Friday’s politicians’ debate attracted a large audience to the stage at Wood Square. All the parties in Sweden’s Riksdag were represented except the Green Party, which declined to participate.
The discussions revolved around hot election issues such as ownership and use rights, the role of the EU in regulating Swedish forestry, legislation and regulation, and biofuels and the obligation to reduce emissions.
On stage were Johan Widegren (Moderate Party), Annie Lööf (Centre Party), Mats Nordberg (Sweden Democrats Party), Jakob Olofsgård (Liberal People’s Party), Isak From (Social Democratic Party), Birger Lahti (Left Party) and Kjell-Arne Ottosson (Christian Democrats). Moderator Ellinor Persson began by asking what they were passionate about in the forestry debate:
“Obviously for farmers and foresters, for their right to manage forests without state interference. I think that can deliver the best forest and climate benefits,” Johan Widegren replied.
“I am passionate about forestry gaining the public’s trust. The media often highlight the bad things but I know how much good is happening in Sweden’s forests, and when it comes to those forests, I am very keen that they should be managed with as little impact as possible from EU rules and requirements,” Birger Lahti said.
“I agree. There is a huge difference between a Greek olive grove and Swedish production forestry. I grew up with the forest. The forest is the backbone of the rural economy, of the entire Swedish economy, and has a crucial role in the green transition,” added Annie Lööf.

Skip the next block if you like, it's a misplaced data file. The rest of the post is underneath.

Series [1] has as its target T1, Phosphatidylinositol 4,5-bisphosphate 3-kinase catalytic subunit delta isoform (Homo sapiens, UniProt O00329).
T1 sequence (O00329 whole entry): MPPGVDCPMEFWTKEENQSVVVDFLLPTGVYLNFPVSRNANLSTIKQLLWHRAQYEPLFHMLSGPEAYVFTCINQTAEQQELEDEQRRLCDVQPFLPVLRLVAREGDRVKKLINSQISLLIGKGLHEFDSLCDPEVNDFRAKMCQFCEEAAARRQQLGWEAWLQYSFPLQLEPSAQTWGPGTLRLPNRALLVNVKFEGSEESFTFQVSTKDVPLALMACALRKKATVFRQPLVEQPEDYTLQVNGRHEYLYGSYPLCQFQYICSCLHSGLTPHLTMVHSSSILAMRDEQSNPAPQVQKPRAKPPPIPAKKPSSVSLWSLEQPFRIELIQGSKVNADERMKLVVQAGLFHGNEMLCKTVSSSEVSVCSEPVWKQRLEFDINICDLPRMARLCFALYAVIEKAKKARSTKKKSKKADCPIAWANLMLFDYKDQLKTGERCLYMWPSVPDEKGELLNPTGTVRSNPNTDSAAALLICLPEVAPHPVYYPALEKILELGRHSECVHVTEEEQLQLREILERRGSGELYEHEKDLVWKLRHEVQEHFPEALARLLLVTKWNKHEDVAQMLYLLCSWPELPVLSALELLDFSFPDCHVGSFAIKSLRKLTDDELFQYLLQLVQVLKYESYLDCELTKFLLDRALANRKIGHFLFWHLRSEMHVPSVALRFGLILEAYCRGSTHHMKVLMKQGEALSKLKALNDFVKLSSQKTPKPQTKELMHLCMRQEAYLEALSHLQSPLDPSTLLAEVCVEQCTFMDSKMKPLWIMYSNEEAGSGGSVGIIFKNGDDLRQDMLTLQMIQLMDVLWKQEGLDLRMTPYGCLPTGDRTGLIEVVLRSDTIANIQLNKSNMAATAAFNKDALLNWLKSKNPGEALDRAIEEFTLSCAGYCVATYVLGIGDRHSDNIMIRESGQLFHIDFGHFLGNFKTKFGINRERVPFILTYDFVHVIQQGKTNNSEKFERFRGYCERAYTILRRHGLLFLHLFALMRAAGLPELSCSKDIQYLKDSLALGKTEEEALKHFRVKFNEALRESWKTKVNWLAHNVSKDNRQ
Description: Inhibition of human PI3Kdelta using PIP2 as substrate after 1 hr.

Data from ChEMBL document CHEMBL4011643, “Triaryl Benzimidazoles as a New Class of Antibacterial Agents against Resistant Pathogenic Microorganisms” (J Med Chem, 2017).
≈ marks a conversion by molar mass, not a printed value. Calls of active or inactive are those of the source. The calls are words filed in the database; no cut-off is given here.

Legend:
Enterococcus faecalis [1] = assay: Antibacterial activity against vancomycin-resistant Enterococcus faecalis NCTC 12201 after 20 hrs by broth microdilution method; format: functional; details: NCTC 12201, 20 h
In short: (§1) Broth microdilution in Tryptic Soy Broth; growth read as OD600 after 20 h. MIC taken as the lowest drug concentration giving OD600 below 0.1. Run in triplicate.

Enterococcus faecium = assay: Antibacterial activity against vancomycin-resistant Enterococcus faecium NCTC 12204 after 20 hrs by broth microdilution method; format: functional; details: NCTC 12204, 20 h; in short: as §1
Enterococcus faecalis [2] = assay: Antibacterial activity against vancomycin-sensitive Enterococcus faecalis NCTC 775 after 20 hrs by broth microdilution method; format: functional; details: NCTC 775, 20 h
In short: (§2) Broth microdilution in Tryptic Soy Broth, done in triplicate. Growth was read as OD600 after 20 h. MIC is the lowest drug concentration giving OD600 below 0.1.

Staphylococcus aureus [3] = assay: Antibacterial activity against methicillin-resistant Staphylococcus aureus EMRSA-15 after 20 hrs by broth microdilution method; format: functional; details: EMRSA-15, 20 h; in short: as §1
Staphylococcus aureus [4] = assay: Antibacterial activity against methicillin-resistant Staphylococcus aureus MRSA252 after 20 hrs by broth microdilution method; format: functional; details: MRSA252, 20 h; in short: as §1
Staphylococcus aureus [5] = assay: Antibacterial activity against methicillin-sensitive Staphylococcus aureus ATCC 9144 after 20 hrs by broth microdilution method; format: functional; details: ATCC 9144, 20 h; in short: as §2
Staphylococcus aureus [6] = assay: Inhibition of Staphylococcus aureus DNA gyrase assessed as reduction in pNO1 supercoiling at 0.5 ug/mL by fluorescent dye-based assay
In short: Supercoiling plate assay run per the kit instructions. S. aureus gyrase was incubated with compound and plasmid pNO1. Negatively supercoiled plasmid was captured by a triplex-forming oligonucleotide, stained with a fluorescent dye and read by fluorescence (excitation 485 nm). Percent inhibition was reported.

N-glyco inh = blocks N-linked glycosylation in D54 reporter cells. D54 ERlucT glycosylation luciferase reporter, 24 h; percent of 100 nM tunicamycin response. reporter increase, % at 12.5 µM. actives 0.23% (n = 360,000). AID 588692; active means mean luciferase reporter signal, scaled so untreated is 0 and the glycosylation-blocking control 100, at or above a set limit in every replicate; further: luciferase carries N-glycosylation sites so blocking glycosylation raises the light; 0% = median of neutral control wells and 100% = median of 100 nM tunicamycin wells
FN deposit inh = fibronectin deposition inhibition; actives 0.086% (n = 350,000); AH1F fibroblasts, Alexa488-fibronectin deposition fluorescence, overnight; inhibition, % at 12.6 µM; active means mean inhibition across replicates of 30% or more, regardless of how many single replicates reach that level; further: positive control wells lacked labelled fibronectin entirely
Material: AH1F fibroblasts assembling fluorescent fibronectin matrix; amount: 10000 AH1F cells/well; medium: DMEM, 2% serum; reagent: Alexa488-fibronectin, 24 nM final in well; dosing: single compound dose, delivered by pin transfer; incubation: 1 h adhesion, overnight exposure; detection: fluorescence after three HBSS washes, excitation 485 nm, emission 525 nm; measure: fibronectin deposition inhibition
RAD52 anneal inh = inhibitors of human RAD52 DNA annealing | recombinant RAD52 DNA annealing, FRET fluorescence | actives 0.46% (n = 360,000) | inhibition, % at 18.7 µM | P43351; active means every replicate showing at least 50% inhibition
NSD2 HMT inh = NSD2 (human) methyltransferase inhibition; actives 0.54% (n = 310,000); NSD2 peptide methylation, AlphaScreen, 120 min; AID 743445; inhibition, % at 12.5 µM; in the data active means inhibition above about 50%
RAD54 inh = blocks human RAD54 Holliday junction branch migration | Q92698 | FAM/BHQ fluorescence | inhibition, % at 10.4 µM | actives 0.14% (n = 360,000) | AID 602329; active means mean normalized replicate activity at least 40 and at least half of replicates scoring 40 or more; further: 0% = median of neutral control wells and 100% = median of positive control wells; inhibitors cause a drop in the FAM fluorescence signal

The forest owner in the driving seat
The climate of the debate was good and the opinions were sometimes in surprising agreement.
“The forest owner must be in the driving seat in forest policy. Not everyone has to do the same thing. And we really need to push for as little EU interference in forest regulation as possible. Each country has its own forests, its own conditions,” said Mats Nordberg.
“Forests are our great competitive advantage in the green transition. But it will only be so if we are allowed to own and harvest the forests. Ownership and the right to use forests are central,” said Kjell-Arne Ottosson.
“The individual forest owner’s right of ownership and use underpins Swedish forestry,” added Jakob Olofsgård.
“Then combine that with an industrial mindset. Protecting forest products and the industry. That is also important,” Isak From said.
A long-term approach is the foundation
What directions should Swedish forest policy take if you could decide?
“Freedom under responsibility. Of course, there must be an overall legislative framework but we must trust the individual forest owner a great deal. What you own you take care of,” argued Annie Lööf.
“We must dare to take a long-term view. The forest owner must be allowed to harvest what he has sown,” said Kjell-Arne Ottosson.
“A long-term approach is key. Otherwise we will lose other values. I believe in a combination of legislation and responsible management. No forest owner wants to make deliberate mistakes,” added Birger Lahti.
At the end of the debate there was a bit of a spark when the question was asked about what is at stake in the national elections this autumn:
“The government we get will determine whether or not we have a government that clearly believes in the forest owner’s ability and personal responsibility. We want to lift up the individual landowner,” said Kjell-Arne Ottosson.
“The conditions for the entire rural countryside are at stake,” added Annie Lööf.
“And if we look beyond the forest, society as a whole is at stake. We must build a cohesive society,” Birger Lahti concluded.
If you missed the debate you will be able to watch it here on the website.